The Wisconsin Association of School Boards [WASB] voted Tuesday not to renew its membership with the National School Boards Association [NSBA], continuing an exodus by state school board groups following the controversy over angry parents being compared to domestic terrorists.
The WASB’s decision came after it voted to withdraw its participation in NSBA programs and activities back in November, with the group citing “ongoing concerns” about the NSBA’s “leadership, governance structure, and transparency.” Wisconsin school boards are also not being represented effectively at the national level, the group concluded.
“Actions by the NSBA’s leadership last fall needlessly harmed school board relationships and inflamed partisan tensions. Those actions caused more than half of the state school board organizations across the nation to distance themselves from the NSBA or drop membership entirely,” the WASB said in a statement issued to its members.
The WASB added they are encouraged by the NSBA’s new executive director Dr. John Heim.
Dozens of other states have taken similar actions after the Justice Department compared actions taken by angry parents at school board meetings to domestic terrorism last fall. The NSBA’s letter to the Biden administration caused much controversy, prompting almost half the country to leave the organization.
The NSBA underwent an independent investigation to identify internal issues that led to the decision.
The independent review finding stated that “the letter was not widely reviewed or approved within the organization, and the finalized letter was not disclosed to the full NSBA Board of Directors or NSBA members until after it was submitted.”
Early demands from the National School Boards Association to the White House included calling for the deployment of the Army National Guard and the military police to monitor school board meetings, according to an early draft letter the organization’s independent review released May 20th.
In contrast to the final version, the draft of the NSBA letter said, “We ask that the Army National Guard and its Military Police be deployed to certain school districts and related events where students and school personnel have been subjected to acts and threats of violence.”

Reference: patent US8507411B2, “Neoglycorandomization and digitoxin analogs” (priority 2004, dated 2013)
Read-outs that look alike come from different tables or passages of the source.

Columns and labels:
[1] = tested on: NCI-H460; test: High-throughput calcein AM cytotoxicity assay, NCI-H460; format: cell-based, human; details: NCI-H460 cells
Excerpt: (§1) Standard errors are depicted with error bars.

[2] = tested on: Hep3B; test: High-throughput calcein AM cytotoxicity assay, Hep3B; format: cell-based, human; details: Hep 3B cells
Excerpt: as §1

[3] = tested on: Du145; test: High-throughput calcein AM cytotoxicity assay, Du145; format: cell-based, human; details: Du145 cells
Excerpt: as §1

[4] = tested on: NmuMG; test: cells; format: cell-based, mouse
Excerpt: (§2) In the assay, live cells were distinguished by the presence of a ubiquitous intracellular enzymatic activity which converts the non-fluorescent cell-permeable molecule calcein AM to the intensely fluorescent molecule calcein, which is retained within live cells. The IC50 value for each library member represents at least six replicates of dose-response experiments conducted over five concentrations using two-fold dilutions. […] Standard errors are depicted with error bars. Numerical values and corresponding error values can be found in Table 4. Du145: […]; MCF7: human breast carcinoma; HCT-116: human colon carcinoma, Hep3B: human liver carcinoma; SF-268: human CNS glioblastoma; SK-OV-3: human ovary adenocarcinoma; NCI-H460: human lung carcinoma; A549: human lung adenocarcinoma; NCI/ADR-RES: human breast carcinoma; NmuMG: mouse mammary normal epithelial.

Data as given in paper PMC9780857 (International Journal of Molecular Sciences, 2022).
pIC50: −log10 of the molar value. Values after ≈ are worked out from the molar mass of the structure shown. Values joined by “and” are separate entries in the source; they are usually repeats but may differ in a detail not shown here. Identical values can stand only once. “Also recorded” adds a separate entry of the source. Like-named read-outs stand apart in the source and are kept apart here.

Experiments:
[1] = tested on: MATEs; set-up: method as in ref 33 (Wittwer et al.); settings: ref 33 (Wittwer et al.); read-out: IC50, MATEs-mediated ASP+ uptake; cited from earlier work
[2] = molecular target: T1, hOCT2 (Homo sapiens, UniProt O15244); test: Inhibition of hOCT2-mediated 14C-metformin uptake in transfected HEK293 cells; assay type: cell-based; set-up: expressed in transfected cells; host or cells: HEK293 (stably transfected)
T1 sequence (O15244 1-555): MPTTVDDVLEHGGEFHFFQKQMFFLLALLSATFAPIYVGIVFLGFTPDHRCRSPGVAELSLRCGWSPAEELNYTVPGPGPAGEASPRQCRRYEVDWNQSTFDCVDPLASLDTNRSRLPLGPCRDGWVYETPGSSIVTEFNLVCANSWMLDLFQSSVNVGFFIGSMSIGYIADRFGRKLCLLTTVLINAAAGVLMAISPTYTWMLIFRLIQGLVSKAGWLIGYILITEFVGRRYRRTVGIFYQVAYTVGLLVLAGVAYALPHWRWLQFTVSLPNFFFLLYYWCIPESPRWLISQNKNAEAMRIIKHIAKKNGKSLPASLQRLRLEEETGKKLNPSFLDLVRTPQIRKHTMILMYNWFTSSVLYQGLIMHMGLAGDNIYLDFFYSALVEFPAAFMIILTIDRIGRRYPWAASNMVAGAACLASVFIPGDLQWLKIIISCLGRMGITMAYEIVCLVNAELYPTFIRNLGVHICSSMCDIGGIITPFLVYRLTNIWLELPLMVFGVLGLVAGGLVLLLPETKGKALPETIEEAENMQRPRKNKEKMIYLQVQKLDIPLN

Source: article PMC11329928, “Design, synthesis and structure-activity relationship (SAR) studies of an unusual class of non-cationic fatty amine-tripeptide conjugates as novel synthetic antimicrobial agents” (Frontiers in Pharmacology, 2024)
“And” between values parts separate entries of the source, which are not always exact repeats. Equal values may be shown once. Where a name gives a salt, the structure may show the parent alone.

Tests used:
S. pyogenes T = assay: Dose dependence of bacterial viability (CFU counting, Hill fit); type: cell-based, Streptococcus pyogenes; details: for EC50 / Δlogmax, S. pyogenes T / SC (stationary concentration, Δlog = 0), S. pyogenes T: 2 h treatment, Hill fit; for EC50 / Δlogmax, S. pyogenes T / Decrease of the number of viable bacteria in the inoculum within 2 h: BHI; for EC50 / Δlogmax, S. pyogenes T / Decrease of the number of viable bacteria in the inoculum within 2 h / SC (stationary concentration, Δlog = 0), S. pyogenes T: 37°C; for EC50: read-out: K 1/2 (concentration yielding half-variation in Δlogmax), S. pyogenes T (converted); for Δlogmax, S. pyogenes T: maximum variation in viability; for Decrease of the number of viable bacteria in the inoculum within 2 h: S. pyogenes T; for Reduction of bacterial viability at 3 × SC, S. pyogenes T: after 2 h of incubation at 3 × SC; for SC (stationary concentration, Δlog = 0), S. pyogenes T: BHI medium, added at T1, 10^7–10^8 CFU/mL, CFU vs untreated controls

After the NSBA received much criticism for its letter to the White House and a resulting memo byAttorney General Merrick Garland, the organization issued an apology, but that did not stop the backlash from several states who distanced themselves from the organization or completely cut ties.
According to Parents Defending Education, 30 states have distanced themselves from the NSBA’s letter. These states include Alabama, Arizona, Arkansas, California, Delaware, Florida, Georgia, Idaho, Illinois, Indiana, Iowa, Kentucky, Louisiana, Minnesota, Mississippi, Missouri, Montana, New Hampshire, New Jersey, North Carolina, North Dakota, Ohio, Pennsylvania, South Carolina, Tennessee, Texas, Virginia, West Virginia, Wisconsin and Wyoming.
School board meetings have become battlegrounds between parents and school board officials since the pandemic began.
Parents all over the country have been speaking out against coronavirus-induced mandates in schools and curriculums that have been associated with critical race theory.
While most school districts reject the notion that students are directly being taught CRT, many point to elements of the academic school of thought infiltrating the school system.
The disagreements have prompted parents in many locations to run for positions on their local school boards, including in the Badger State.